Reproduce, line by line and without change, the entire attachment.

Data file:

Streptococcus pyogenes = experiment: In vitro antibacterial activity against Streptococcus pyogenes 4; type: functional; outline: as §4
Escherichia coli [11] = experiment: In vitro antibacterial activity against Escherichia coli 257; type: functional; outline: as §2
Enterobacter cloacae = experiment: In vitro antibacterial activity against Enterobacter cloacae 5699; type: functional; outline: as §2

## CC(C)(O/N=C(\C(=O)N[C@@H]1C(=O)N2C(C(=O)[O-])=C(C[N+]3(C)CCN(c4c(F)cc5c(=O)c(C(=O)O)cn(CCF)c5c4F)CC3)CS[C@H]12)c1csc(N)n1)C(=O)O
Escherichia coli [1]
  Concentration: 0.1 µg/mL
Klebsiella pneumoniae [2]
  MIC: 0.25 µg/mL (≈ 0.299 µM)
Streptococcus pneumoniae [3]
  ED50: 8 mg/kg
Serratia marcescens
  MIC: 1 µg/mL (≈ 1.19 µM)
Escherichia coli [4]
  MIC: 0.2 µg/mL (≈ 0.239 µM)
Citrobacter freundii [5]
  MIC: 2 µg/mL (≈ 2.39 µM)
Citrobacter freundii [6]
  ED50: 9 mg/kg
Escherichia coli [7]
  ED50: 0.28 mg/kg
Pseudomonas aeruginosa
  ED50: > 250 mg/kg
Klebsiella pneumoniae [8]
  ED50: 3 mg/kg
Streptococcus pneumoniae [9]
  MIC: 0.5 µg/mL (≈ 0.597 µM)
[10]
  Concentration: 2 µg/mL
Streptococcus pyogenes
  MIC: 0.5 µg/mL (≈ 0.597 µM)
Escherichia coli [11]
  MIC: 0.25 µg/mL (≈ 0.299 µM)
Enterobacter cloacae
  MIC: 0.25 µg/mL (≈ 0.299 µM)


Streptococcus pyogenes = experiment: In vitro antibacterial activity against Streptococcus pyogenes 4; type: functional; outline: as §4
Escherichia coli [11] = experiment: In vitro antibacterial activity against Escherichia coli 257; type: functional; outline: as §2
Enterobacter cloacae = experiment: In vitro antibacterial activity against Enterobacter cloacae 5699; type: functional; outline: as §2

## CC(C)(O/N=C(\C(=O)N[C@@H]1C(=O)N2C(C(=O)[O-])=C(C[N+]3(C)CCN(c4c(F)cc5c(=O)c(C(=O)O)cn(CCF)c5c4F)CC3)CS[C@H]12)c1csc(N)n1)C(=O)O
Escherichia coli [1]
  Concentration: 0.1 µg/mL
Klebsiella pneumoniae [2]
  MIC: 0.25 µg/mL (≈ 0.299 µM)
Streptococcus pneumoniae [3]
  ED50: 8 mg/kg
Serratia marcescens
  MIC: 1 µg/mL (≈ 1.19 µM)
Escherichia coli [4]
  MIC: 0.2 µg/mL (≈ 0.239 µM)
Citrobacter freundii [5]
  MIC: 2 µg/mL (≈ 2.39 µM)
Citrobacter freundii [6]
  ED50: 9 mg/kg
Escherichia coli [7]
  ED50: 0.28 mg/kg
Pseudomonas aeruginosa
  ED50: > 250 mg/kg
Klebsiella pneumoniae [8]
  ED50: 3 mg/kg
Streptococcus pneumoniae [9]
  MIC: 0.5 µg/mL (≈ 0.597 µM)
[10]
  Concentration: 2 µg/mL
Streptococcus pyogenes
  MIC: 0.5 µg/mL (≈ 0.597 µM)
Escherichia coli [11]
  MIC: 0.25 µg/mL (≈ 0.299 µM)
Enterobacter cloacae
  MIC: 0.25 µg/mL (≈ 0.299 µM)